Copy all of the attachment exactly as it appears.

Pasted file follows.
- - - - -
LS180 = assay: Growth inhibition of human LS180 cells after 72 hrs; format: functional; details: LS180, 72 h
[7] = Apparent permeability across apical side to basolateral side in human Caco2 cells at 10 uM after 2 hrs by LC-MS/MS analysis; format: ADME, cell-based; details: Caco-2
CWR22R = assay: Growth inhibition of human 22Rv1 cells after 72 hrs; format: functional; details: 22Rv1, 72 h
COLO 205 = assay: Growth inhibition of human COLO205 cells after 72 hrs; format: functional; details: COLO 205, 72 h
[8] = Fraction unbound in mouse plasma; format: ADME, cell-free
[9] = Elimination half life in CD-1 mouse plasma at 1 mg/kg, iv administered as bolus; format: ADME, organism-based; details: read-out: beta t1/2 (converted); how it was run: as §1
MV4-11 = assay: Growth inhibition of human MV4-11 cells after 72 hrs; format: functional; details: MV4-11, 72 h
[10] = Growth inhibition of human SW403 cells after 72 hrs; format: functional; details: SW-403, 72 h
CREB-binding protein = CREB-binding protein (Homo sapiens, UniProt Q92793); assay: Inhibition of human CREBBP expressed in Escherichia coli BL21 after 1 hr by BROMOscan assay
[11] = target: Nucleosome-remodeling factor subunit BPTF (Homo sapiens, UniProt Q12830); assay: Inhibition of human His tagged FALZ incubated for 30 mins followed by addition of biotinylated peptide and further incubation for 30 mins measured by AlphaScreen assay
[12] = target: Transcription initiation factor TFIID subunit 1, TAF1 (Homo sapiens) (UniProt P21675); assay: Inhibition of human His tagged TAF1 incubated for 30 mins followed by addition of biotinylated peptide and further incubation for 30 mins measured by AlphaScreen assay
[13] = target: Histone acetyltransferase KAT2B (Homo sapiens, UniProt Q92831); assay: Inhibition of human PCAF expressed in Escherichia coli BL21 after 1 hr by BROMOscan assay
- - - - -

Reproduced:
LS180 = assay: Growth inhibition of human LS180 cells after 72 hrs; format: functional; details: LS180, 72 h
[7] = Apparent permeability across apical side to basolateral side in human Caco2 cells at 10 uM after 2 hrs by LC-MS/MS analysis; format: ADME, cell-based; details: Caco-2
CWR22R = assay: Growth inhibition of human 22Rv1 cells after 72 hrs; format: functional; details: 22Rv1, 72 h
COLO 205 = assay: Growth inhibition of human COLO205 cells after 72 hrs; format: functional; details: COLO 205, 72 h
[8] = Fraction unbound in mouse plasma; format: ADME, cell-free
[9] = Elimination half life in CD-1 mouse plasma at 1 mg/kg, iv administered as bolus; format: ADME, organism-based; details: read-out: beta t1/2 (converted); how it was run: as §1
MV4-11 = assay: Growth inhibition of human MV4-11 cells after 72 hrs; format: functional; details: MV4-11, 72 h
[10] = Growth inhibition of human SW403 cells after 72 hrs; format: functional; details: SW-403, 72 h
CREB-binding protein = CREB-binding protein (Homo sapiens, UniProt Q92793); assay: Inhibition of human CREBBP expressed in Escherichia coli BL21 after 1 hr by BROMOscan assay
[11] = target: Nucleosome-remodeling factor subunit BPTF (Homo sapiens, UniProt Q12830); assay: Inhibition of human His tagged FALZ incubated for 30 mins followed by addition of biotinylated peptide and further incubation for 30 mins measured by AlphaScreen assay
[12] = target: Transcription initiation factor TFIID subunit 1, TAF1 (Homo sapiens) (UniProt P21675); assay: Inhibition of human His tagged TAF1 incubated for 30 mins followed by addition of biotinylated peptide and further incubation for 30 mins measured by AlphaScreen assay
[13] = target: Histone acetyltransferase KAT2B (Homo sapiens, UniProt Q92831); assay: Inhibition of human PCAF expressed in Escherichia coli BL21 after 1 hr by BROMOscan assay